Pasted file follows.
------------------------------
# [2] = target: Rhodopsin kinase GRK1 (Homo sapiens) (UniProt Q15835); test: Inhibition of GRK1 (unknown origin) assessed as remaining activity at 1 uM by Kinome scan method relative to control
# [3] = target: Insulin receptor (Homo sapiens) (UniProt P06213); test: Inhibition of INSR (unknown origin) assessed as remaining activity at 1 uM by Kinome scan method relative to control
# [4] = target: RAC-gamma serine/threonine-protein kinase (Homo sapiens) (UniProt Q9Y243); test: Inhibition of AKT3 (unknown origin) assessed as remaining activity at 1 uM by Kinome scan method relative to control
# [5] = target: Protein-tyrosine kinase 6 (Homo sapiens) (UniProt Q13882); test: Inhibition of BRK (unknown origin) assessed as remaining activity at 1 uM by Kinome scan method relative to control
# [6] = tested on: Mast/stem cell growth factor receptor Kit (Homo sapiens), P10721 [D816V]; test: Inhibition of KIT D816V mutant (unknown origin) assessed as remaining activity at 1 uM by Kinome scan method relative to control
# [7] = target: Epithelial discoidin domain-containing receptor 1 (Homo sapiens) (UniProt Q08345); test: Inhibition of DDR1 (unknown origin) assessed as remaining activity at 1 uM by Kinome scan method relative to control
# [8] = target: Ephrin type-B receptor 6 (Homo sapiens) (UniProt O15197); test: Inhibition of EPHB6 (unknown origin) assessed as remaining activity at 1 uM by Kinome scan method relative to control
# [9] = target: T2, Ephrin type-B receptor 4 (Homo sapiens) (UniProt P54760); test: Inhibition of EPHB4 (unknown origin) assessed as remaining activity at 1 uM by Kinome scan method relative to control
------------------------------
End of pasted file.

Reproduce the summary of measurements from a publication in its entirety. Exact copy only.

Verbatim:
# [2] = target: Rhodopsin kinase GRK1 (Homo sapiens) (UniProt Q15835); test: Inhibition of GRK1 (unknown origin) assessed as remaining activity at 1 uM by Kinome scan method relative to control
# [3] = target: Insulin receptor (Homo sapiens) (UniProt P06213); test: Inhibition of INSR (unknown origin) assessed as remaining activity at 1 uM by Kinome scan method relative to control
# [4] = target: RAC-gamma serine/threonine-protein kinase (Homo sapiens) (UniProt Q9Y243); test: Inhibition of AKT3 (unknown origin) assessed as remaining activity at 1 uM by Kinome scan method relative to control
# [5] = target: Protein-tyrosine kinase 6 (Homo sapiens) (UniProt Q13882); test: Inhibition of BRK (unknown origin) assessed as remaining activity at 1 uM by Kinome scan method relative to control
# [6] = tested on: Mast/stem cell growth factor receptor Kit (Homo sapiens), P10721 [D816V]; test: Inhibition of KIT D816V mutant (unknown origin) assessed as remaining activity at 1 uM by Kinome scan method relative to control
# [7] = target: Epithelial discoidin domain-containing receptor 1 (Homo sapiens) (UniProt Q08345); test: Inhibition of DDR1 (unknown origin) assessed as remaining activity at 1 uM by Kinome scan method relative to control
# [8] = target: Ephrin type-B receptor 6 (Homo sapiens) (UniProt O15197); test: Inhibition of EPHB6 (unknown origin) assessed as remaining activity at 1 uM by Kinome scan method relative to control
# [9] = target: T2, Ephrin type-B receptor 4 (Homo sapiens) (UniProt P54760); test: Inhibition of EPHB4 (unknown origin) assessed as remaining activity at 1 uM by Kinome scan method relative to control